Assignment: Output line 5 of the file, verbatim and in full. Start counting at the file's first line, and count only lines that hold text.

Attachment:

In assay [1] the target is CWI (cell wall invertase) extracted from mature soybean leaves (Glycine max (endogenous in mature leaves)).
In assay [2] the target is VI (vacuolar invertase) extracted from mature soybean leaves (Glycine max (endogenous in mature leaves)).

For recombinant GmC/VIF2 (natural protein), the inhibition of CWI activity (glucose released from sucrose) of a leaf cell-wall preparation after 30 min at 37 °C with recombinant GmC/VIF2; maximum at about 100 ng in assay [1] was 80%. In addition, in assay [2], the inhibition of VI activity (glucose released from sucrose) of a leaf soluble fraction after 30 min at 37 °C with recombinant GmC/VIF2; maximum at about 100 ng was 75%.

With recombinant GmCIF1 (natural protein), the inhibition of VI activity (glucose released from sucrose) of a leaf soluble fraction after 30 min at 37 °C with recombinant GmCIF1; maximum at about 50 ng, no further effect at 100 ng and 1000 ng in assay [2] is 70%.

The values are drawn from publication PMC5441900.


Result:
The values are drawn from publication PMC5441900.